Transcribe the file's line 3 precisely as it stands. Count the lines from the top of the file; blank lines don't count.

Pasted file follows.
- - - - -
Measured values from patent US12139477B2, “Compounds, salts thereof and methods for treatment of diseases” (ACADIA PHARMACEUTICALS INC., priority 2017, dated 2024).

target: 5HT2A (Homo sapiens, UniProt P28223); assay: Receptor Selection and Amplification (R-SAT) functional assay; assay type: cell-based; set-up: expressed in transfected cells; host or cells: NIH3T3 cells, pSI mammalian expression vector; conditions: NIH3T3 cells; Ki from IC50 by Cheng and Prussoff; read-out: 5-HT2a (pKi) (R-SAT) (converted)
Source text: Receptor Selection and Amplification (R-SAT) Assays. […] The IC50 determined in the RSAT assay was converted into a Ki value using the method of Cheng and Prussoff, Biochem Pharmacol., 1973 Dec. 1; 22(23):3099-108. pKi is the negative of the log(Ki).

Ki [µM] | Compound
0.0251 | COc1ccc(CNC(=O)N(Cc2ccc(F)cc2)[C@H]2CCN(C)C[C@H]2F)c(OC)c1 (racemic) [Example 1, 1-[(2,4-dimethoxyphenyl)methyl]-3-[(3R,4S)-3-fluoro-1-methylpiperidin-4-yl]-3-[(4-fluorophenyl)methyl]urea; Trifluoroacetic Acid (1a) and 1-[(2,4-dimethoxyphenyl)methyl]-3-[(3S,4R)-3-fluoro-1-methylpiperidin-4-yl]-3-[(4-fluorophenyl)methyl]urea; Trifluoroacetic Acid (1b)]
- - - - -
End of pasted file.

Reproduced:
Source text: Receptor Selection and Amplification (R-SAT) Assays. […] The IC50 determined in the RSAT assay was converted into a Ki value using the method of Cheng and Prussoff, Biochem Pharmacol., 1973 Dec. 1; 22(23):3099-108. pKi is the negative of the log(Ki).